I broke the cheese sticks in half and cut the carrots into sticks. The kids used a little bit of french onion dip to stick the fingernails to the fingers. We could have used cream cheese or something like that to stick them together too.
Adding a fingernail.
This was pretty quick and easy, fun and tasty. The kids pulled theirs apart to eat them though, as the dried strawberries were quite sweet while the cheese and carrot were not, and they didn’t like the mixed tastes. I think they would have eaten them together if we’d used the nuts instead of strawberries. We can use nuts next time we feel a bit peckish for some monster fingers.
A plateful of monster fingers.
A Monster Wrote Me a Letter by Nick Bland, paperback picture book, first published by Scholastic Australia in 2005.
When the boy intercepts a letter from a monster that was meant for the monster living under his bed, an unusual play date occurs. Both the boy and the monster are rather nervous about their play date and they each try to do some things to impress the other. The boy puts out prickles and piranhas, while the monster bathes and combs his hair. The play date is a roaring success (pun intended!) as they teach each other some new things.
This is a delightful story with rhyming text that my kids want to read over and over. It is amusing and different, and very entertaining. This is a perfect book for preschool through lower primary school, but all ages can enjoy this funny tale. I certainly do!
With some frosting, lollies and fudge writing gel, we turned our plain vanilla cupcakes into monster treats. Big L cooked the cupcakes for us and then we decorated them as a family. It was lots of fun, and we ended up with some awesome cupcakes!
The kids enjoyed spreading the frosting onto each cupcake, though A kept leaning through the work area, and ended up with three shades of frosting all over her. She even tried licking some of it off her elbow!
Spreading the frosting.
Adding mini marshmallows.
Once the frosting was completed we used a range of lollies, including some strawberry jellies, mini m&ms, yoghurt buttons and mini marshmallows, and some writing fudge, to create our monsters. L used some frosting to stick mini marshmallows together to create long horns. Big L made a Cookie Monster cupcake, complete with mini cookie in his mouth. A just liked using lots of m&ms and marshmallows (and eating them when she thought we weren’t watching!). I used the writing fudge to add pupils to my monsters’ eyes.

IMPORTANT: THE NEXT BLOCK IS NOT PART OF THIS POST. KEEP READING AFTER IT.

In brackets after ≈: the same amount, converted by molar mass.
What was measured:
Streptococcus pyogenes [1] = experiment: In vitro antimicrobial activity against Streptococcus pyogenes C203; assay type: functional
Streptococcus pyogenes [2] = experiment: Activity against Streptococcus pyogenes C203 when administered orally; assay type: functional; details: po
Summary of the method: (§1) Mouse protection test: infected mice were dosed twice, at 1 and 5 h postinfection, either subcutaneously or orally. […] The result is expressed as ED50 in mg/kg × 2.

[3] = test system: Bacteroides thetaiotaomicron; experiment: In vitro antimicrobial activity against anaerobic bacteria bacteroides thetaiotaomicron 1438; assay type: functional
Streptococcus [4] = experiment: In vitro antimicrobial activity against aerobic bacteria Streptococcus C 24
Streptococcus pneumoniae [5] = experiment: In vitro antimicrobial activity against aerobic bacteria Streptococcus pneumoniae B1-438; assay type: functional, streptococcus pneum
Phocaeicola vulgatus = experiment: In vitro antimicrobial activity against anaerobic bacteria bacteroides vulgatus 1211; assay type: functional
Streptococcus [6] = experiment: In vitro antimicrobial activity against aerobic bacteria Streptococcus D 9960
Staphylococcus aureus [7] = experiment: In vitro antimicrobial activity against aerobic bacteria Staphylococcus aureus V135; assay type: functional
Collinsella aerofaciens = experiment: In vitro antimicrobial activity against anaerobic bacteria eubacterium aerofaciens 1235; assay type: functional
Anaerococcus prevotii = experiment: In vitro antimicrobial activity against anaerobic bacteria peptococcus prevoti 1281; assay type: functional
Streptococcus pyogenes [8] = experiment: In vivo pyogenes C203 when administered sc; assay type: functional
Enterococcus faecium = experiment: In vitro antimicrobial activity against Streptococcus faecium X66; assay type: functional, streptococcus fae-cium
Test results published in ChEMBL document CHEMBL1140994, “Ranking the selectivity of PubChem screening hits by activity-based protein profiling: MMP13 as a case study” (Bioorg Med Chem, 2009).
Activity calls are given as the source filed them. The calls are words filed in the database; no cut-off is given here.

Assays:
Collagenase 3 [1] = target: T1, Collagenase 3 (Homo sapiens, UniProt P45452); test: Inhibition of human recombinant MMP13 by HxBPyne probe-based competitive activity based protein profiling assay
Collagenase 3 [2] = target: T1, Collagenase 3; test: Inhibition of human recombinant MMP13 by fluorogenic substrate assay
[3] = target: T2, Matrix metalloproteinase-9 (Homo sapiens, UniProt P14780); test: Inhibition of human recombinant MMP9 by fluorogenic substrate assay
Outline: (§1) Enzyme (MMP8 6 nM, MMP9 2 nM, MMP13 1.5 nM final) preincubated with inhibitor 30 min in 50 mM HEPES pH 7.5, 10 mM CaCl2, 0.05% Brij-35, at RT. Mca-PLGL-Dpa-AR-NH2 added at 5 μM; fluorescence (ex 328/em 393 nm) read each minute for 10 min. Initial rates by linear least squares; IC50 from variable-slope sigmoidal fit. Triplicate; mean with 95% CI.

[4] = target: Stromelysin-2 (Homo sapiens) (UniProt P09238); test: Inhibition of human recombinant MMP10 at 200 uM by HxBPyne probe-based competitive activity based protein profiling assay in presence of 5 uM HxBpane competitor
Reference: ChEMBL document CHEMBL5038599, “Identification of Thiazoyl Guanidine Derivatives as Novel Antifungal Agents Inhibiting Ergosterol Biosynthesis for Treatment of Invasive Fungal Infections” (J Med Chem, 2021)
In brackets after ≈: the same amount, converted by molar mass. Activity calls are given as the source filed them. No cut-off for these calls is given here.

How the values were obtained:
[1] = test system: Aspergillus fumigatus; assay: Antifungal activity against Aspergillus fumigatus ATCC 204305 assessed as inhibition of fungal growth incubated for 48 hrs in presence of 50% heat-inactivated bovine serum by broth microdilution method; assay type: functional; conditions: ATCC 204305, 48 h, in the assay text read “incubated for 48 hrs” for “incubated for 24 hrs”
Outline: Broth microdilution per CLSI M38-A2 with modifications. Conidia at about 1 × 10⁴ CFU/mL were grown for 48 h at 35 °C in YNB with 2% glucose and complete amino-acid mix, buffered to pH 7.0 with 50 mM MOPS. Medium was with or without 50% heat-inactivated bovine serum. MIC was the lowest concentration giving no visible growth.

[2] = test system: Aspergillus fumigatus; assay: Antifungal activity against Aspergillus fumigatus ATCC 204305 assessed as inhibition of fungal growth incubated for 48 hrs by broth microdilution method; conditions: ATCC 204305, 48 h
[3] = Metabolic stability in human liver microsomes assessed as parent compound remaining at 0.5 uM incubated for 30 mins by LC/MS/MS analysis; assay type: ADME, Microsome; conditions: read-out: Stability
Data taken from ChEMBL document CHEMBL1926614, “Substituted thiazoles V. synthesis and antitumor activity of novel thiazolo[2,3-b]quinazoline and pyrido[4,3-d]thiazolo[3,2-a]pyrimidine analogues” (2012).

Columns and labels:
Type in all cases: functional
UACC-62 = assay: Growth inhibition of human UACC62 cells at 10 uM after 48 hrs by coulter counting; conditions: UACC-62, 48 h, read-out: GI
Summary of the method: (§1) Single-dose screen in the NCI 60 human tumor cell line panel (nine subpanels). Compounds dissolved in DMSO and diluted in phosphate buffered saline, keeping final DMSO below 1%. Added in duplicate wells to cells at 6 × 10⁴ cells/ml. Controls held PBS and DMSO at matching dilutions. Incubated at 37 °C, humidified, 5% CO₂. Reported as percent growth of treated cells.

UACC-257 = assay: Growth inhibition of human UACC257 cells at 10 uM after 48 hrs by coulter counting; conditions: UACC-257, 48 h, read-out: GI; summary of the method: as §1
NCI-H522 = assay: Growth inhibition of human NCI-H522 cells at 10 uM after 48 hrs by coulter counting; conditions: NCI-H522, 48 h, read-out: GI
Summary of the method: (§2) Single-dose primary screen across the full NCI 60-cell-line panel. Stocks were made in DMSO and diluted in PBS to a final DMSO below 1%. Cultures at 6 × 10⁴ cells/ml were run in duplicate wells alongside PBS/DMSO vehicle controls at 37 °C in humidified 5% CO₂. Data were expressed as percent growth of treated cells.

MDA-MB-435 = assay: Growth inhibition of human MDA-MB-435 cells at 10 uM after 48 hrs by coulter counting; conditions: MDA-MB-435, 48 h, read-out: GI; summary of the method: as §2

Big L’s attempt at making Cookie Monster from Sesame Street.
The hand-print monsters worked so well, I thought we would have a go at painting monsters. And if it involves paint, A is always keen!
A started by painting a monster with lots of legs and arms, and then she told me she was going to paint a mermaid monster, but then she changed her mind, and painted a pink, blue, green and purple blob. When it was dry, she turned this blob into a monster using markers, paper cut-out teeth and eyes. She even added a heart on the monster’s chest. She also used markers on her first painting to add details such as eyelashes, pupils and a tongue.
A’s blob monster.
We made some squish paintings to use for creating more paint monsters using markers after they were dry.
L made a magical cat monster with blue and yellow magic all around it, and a large green tail. There was a monster with one eye in its bottom, and lots and lots of brains all over its body. According to L, this monster also has the ability to shoot brains from its sides to defeat its enemies. Her third monster was a hypnotising monster, with swirls for eyes and nose and green spiky horns and swirly arms. If you look at this monster for too long you would come under it’s control, and you would have to do anything that it wanted you to. L has a very good imagination!
L’s magical cat monster.
L’s brain monster.
L’s hypnotising monster.
Two hand print monsters.
Paint hand prints.
A was more than happy to paint her hands to make hand prints for this activity! She made some paint hand prints on some white paper, and we put these aside to dry. She also added some fingerprints to one of the paintings. Another of her hand print paintings was pretty messy, as she placed her palm on the paper over and over again, but it was still useful for making monsters out of.
Painting her hand for the prints.
Creating a blue hand print.
Once the paint had dried, we used markers to create monsters from the hand prints. A used one of her paintings with the hand prints upside down, using the fingers for monster legs. She gave each leg some claws, and each monster a head and spikes. These are very happy monsters.
L didn’t do the painting with us, but A let L use the messy hand print painting to make a monster out of too. L enjoyed drawing her monsters. Her green monster has eyes on each one of it’s spiked tentacles, and a really big bottom, while its pink friend is a one-eyed blob monster.
L’s monster drawing using A’s messy hand print painting.
Two hand print monster with fingerprint eyes.